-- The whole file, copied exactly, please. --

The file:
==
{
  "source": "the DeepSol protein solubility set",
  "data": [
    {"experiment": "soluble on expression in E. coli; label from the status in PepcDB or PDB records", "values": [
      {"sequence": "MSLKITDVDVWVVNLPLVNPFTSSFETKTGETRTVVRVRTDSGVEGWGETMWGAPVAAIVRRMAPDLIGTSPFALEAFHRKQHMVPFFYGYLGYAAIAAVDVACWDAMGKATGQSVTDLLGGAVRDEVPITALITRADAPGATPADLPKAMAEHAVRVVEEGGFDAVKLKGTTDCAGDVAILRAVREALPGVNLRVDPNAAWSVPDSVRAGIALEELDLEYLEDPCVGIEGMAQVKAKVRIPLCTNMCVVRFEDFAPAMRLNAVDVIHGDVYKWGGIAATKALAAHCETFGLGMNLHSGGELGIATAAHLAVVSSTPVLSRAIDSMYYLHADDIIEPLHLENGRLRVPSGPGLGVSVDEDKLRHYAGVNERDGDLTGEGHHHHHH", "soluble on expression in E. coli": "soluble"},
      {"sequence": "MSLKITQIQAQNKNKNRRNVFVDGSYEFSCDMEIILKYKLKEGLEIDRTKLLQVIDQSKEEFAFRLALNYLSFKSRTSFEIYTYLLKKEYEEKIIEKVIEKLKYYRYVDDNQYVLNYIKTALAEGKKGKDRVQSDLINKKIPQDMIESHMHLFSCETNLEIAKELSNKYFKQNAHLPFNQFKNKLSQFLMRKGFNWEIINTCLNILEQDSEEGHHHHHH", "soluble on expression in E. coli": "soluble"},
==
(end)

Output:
{
  "source": "the DeepSol protein solubility set",
  "data": [
    {"experiment": "soluble on expression in E. coli; label from the status in PepcDB or PDB records", "values": [
      {"sequence": "MSLKITDVDVWVVNLPLVNPFTSSFETKTGETRTVVRVRTDSGVEGWGETMWGAPVAAIVRRMAPDLIGTSPFALEAFHRKQHMVPFFYGYLGYAAIAAVDVACWDAMGKATGQSVTDLLGGAVRDEVPITALITRADAPGATPADLPKAMAEHAVRVVEEGGFDAVKLKGTTDCAGDVAILRAVREALPGVNLRVDPNAAWSVPDSVRAGIALEELDLEYLEDPCVGIEGMAQVKAKVRIPLCTNMCVVRFEDFAPAMRLNAVDVIHGDVYKWGGIAATKALAAHCETFGLGMNLHSGGELGIATAAHLAVVSSTPVLSRAIDSMYYLHADDIIEPLHLENGRLRVPSGPGLGVSVDEDKLRHYAGVNERDGDLTGEGHHHHHH", "soluble on expression in E. coli": "soluble"},
      {"sequence": "MSLKITQIQAQNKNKNRRNVFVDGSYEFSCDMEIILKYKLKEGLEIDRTKLLQVIDQSKEEFAFRLALNYLSFKSRTSFEIYTYLLKKEYEEKIIEKVIEKLKYYRYVDDNQYVLNYIKTALAEGKKGKDRVQSDLINKKIPQDMIESHMHLFSCETNLEIAKELSNKYFKQNAHLPFNQFKNKLSQFLMRKGFNWEIINTCLNILEQDSEEGHHHHHH", "soluble on expression in E. coli": "soluble"},